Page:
** 25/01/21 09:16 UTC Isreal has agreed to a one week ban on flights starting from Monday night. You can read more about the details by clicking on the link in the tweet from the Prime Minister.**
The Cabinet approved the proposal of Prime Minister Benjamin Netanyahu, Health Minister Yuli Edelstein and Transportation Minister Miri Regev to halt flights to and from Israel >>https://t.co/QZnvub7U2H
— PM of Israel (@IsraeliPM) January 24, 2021
Israeli Prime Minister Benjamin Netanyahu is putting forward a plan to close all airports in Israel for 14 days to stop the spread of COVID-19 mutations in the Jewish state. Under the proposed plan, the authorities would effectively ban entry and exits from Israel for Israeli citizens and foreigners while only letting people leave or enter for humanitarian reasons.
Ahead of today’s Cabinet meeting, Netanyahu discussed the proposal with top officials in the Health Ministry, Transportation Ministry, and National Security Council. Israeli ministers will be asked to vote on banning flights starting Tuesday. Exceptions will be made for firefighting planes, cargo planes, and medical emergencies. Exceptions will also be made for legal proceedings, family funerals, and for people relocating.
People will not be able to enter or leave
The problem with this is that with a total travel ban, airlines will cancel flights leaving people with no way to enter or leave the country even if they can prove special circumstances. If approved by the government, the proposal will need additional approval from the Knesset’s Economic Affairs Committee and the Constitution, Law, and Justice Committee.
While speaking to Israeli news outlets ahead of today’s meeting, Netanyahu said:
“We’re ahead of the whole world,” said Netanyahu at the opening of the meeting Sunday. “No other country has done what we’re going to do now. We are going to hermetically seal the country. During this week of closed skies, we will vaccinate another million Israelis.”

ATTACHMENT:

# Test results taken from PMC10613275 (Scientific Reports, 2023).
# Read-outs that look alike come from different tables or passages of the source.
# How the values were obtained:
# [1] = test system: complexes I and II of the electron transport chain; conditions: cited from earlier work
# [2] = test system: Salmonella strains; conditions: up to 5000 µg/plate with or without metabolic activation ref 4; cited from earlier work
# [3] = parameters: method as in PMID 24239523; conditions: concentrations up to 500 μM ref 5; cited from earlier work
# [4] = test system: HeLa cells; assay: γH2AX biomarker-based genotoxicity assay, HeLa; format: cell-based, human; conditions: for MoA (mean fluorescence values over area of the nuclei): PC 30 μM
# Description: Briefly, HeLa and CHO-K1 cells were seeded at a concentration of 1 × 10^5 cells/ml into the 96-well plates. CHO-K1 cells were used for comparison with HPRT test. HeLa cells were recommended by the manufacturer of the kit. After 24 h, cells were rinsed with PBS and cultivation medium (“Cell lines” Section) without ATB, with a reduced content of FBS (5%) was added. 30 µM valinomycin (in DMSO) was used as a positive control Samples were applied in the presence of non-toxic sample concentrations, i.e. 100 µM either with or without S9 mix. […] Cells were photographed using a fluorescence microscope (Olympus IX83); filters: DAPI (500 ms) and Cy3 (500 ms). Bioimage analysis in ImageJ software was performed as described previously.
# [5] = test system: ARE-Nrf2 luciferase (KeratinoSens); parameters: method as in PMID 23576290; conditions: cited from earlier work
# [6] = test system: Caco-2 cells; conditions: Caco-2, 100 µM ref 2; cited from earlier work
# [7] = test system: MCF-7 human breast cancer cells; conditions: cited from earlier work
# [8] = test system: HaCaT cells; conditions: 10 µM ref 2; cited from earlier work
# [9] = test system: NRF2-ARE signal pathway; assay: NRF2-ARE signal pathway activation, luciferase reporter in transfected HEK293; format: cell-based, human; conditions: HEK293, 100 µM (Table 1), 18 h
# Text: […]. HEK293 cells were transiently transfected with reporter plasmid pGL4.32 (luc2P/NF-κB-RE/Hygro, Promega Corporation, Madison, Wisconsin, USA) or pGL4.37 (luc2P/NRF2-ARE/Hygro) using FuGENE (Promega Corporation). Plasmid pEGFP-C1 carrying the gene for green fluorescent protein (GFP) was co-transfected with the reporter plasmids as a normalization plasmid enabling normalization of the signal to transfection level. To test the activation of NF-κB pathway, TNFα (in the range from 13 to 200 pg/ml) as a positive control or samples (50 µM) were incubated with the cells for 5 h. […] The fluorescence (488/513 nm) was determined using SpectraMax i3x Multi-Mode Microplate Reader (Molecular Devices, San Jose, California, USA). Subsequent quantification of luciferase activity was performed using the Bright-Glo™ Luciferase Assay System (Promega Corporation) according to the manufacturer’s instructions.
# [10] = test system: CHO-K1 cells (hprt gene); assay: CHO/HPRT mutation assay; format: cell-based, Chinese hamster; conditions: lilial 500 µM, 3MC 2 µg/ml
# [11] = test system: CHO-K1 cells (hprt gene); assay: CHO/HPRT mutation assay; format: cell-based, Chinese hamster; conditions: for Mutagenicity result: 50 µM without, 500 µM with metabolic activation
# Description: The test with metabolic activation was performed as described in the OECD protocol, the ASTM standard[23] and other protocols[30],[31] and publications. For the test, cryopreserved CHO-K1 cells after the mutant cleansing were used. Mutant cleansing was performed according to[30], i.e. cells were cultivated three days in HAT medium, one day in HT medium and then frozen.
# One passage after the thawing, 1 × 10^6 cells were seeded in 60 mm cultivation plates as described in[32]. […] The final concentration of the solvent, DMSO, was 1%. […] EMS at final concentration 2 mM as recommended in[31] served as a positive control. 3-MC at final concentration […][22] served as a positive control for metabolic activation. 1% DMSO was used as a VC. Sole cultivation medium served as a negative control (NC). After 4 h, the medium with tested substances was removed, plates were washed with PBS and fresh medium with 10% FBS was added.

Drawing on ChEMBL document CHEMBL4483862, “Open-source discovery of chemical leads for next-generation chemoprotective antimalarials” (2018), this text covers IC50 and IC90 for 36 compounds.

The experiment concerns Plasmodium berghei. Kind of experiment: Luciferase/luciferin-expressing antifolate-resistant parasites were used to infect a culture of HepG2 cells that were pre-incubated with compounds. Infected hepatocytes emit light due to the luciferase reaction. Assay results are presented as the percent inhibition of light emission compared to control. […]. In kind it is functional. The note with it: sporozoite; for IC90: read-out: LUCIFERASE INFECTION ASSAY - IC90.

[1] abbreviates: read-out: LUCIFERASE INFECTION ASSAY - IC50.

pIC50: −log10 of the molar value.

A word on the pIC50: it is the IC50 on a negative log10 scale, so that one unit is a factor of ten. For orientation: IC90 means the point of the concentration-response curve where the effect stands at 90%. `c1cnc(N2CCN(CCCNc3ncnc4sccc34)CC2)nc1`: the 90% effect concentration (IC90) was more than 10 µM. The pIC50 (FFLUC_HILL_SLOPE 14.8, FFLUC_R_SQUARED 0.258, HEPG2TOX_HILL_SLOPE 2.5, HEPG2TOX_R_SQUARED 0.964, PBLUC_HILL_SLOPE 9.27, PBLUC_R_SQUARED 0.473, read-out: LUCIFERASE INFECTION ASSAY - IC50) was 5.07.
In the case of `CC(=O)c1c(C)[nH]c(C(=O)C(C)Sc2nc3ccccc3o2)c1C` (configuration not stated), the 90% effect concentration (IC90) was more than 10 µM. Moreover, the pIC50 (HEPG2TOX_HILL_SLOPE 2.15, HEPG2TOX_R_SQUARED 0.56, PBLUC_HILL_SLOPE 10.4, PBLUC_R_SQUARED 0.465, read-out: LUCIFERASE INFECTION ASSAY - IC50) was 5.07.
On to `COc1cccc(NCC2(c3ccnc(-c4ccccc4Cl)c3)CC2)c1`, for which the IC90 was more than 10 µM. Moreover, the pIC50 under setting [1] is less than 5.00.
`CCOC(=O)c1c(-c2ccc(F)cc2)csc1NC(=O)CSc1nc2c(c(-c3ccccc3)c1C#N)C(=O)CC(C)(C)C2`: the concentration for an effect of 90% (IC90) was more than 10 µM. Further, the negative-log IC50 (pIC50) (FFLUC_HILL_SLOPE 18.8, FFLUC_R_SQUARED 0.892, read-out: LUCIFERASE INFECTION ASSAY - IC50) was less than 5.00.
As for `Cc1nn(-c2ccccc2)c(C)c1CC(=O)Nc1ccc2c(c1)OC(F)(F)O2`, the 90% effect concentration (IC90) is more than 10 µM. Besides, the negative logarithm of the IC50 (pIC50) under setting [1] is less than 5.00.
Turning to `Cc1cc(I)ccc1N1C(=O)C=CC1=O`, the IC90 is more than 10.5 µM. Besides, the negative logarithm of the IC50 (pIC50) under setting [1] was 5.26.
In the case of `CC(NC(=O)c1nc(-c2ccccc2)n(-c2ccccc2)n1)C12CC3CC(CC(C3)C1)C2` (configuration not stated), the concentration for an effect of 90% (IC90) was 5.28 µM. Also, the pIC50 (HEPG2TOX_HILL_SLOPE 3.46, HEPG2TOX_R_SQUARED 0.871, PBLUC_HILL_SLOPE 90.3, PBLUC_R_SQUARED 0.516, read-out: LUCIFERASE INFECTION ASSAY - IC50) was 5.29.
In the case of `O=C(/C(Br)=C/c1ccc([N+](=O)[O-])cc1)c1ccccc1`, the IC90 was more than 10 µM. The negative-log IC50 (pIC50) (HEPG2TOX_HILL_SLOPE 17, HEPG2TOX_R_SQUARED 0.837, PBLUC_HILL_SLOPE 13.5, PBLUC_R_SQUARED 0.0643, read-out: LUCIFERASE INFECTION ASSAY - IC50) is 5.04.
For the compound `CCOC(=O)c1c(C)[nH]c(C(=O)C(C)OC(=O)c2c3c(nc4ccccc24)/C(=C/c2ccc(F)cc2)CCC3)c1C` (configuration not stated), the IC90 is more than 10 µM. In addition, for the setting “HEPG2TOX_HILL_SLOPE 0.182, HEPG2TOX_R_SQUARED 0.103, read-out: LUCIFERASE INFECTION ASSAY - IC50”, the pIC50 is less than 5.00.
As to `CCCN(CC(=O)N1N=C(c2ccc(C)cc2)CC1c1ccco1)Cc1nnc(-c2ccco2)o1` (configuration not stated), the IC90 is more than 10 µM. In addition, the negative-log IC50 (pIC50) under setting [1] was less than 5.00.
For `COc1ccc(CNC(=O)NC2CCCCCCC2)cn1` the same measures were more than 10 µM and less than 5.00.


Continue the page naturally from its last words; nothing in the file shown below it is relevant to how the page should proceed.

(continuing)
Israel leads the world in vaccinations
Israel leads the world to immunize its citizens, with at least 30% of its population having already received their first jab. Both the Pfizer and Oxford/AstraZeneca vaccine usually requires two doses taken 21 days apart. Now, to get the vaccine in more people’s arms, the time between getting the first dose and the second dose is being lengthened. As things stand, Israel is likely to be the first nation to vaccinate the majority of its population. It has scientists eagerly awaiting data to show what happens when everyone has been vaccinated.
When speaking to the BBC yesterday, the country’s health minister Yuli Edelstein said that some people still become sick after having had the first dose of the vaccine but that the signs were encouraging. People who contracted COVID-19 after being vaccinated suffered a milder form of the virus and rarely needed hospitalization.
Last week Israel announced that all people arriving in the country had to show a negative COVID-19 PCR test taken no later than 72 hours before arrival. Following that, health officials are seriously concerned about a mutant strain present in the United Kingdom.
Israel is worried about mutant strains
And it’s not just the United Kingdom that has a mutant strain, with both Brazil and South Africa having a strain of the coronavirus that is said to be more transmissible. Like Israel, the United Kingdom also requires a negative PCR test and voluntary isolation. As the number of COVID-19 cases starts to go down, there is a big worry about what might happen if the Brazilian and South African strains get into the population. With this in mind, we could hear an announcement from Prime Minister Boris Johnson saying that arrivals from certain counties would be required to stay in special COVID-19 hotels at their own expense, as is Australia’s case.
As far as Israel closing its borders is concerned, it may be a good thing. However, will once more hurt airline and travel businesses.
What do you think about Israel banning travel? Please tell us your thoughts in the comments.